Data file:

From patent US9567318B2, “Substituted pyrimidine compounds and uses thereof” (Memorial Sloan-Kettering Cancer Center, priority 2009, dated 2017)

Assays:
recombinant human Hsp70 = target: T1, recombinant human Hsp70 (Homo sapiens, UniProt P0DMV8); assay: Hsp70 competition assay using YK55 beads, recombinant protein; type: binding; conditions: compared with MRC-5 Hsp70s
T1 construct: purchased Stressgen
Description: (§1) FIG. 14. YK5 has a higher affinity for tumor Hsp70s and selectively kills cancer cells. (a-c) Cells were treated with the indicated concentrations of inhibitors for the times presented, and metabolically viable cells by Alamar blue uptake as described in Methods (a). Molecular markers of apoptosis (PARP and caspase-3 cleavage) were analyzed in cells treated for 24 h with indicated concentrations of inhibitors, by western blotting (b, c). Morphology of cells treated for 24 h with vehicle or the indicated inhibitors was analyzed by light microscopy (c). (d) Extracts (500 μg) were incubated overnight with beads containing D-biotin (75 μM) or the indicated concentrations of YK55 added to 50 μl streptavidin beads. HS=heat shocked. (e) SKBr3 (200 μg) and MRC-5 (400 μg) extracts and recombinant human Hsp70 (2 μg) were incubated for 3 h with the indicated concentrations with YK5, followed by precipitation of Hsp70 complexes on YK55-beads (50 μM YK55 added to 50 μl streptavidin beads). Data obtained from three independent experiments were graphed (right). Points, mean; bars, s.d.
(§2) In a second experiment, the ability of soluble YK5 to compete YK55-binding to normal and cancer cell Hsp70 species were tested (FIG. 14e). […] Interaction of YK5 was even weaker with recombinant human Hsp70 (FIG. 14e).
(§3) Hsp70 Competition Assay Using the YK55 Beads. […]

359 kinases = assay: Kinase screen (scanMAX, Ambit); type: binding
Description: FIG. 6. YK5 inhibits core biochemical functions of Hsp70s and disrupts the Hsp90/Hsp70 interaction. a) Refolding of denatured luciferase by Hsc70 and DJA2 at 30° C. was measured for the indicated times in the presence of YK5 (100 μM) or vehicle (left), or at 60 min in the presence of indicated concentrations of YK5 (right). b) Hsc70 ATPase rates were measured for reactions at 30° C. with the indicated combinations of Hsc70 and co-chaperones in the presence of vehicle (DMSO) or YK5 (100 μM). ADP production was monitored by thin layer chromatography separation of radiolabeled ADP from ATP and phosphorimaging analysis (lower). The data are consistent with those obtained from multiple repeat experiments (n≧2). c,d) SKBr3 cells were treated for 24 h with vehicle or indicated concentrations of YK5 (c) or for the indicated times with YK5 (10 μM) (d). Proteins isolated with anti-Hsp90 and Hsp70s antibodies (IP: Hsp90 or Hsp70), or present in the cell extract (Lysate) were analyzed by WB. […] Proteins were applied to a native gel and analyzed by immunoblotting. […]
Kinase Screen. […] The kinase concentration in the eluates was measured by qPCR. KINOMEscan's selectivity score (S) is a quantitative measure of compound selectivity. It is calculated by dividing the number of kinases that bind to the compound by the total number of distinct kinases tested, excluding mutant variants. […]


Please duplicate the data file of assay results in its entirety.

From patent US9567318B2, “Substituted pyrimidine compounds and uses thereof” (Memorial Sloan-Kettering Cancer Center, priority 2009, dated 2017)

Assays:
recombinant human Hsp70 = target: T1, recombinant human Hsp70 (Homo sapiens, UniProt P0DMV8); assay: Hsp70 competition assay using YK55 beads, recombinant protein; type: binding; conditions: compared with MRC-5 Hsp70s
T1 construct: purchased Stressgen
Description: (§1) FIG. 14. YK5 has a higher affinity for tumor Hsp70s and selectively kills cancer cells. (a-c) Cells were treated with the indicated concentrations of inhibitors for the times presented, and metabolically viable cells by Alamar blue uptake as described in Methods (a). Molecular markers of apoptosis (PARP and caspase-3 cleavage) were analyzed in cells treated for 24 h with indicated concentrations of inhibitors, by western blotting (b, c). Morphology of cells treated for 24 h with vehicle or the indicated inhibitors was analyzed by light microscopy (c). (d) Extracts (500 μg) were incubated overnight with beads containing D-biotin (75 μM) or the indicated concentrations of YK55 added to 50 μl streptavidin beads. HS=heat shocked. (e) SKBr3 (200 μg) and MRC-5 (400 μg) extracts and recombinant human Hsp70 (2 μg) were incubated for 3 h with the indicated concentrations with YK5, followed by precipitation of Hsp70 complexes on YK55-beads (50 μM YK55 added to 50 μl streptavidin beads). Data obtained from three independent experiments were graphed (right). Points, mean; bars, s.d.
(§2) In a second experiment, the ability of soluble YK5 to compete YK55-binding to normal and cancer cell Hsp70 species were tested (FIG. 14e). […] Interaction of YK5 was even weaker with recombinant human Hsp70 (FIG. 14e).
(§3) Hsp70 Competition Assay Using the YK55 Beads. […]

359 kinases = assay: Kinase screen (scanMAX, Ambit); type: binding
Description: FIG. 6. YK5 inhibits core biochemical functions of Hsp70s and disrupts the Hsp90/Hsp70 interaction. a) Refolding of denatured luciferase by Hsc70 and DJA2 at 30° C. was measured for the indicated times in the presence of YK5 (100 μM) or vehicle (left), or at 60 min in the presence of indicated concentrations of YK5 (right). b) Hsc70 ATPase rates were measured for reactions at 30° C. with the indicated combinations of Hsc70 and co-chaperones in the presence of vehicle (DMSO) or YK5 (100 μM). ADP production was monitored by thin layer chromatography separation of radiolabeled ADP from ATP and phosphorimaging analysis (lower). The data are consistent with those obtained from multiple repeat experiments (n≧2). c,d) SKBr3 cells were treated for 24 h with vehicle or indicated concentrations of YK5 (c) or for the indicated times with YK5 (10 μM) (d). Proteins isolated with anti-Hsp90 and Hsp70s antibodies (IP: Hsp90 or Hsp70), or present in the cell extract (Lysate) were analyzed by WB. […] Proteins were applied to a native gel and analyzed by immunoblotting. […]
Kinase Screen. […] The kinase concentration in the eluates was measured by qPCR. KINOMEscan's selectivity score (S) is a quantitative measure of compound selectivity. It is calculated by dividing the number of kinases that bind to the compound by the total number of distinct kinases tested, excluding mutant variants. […]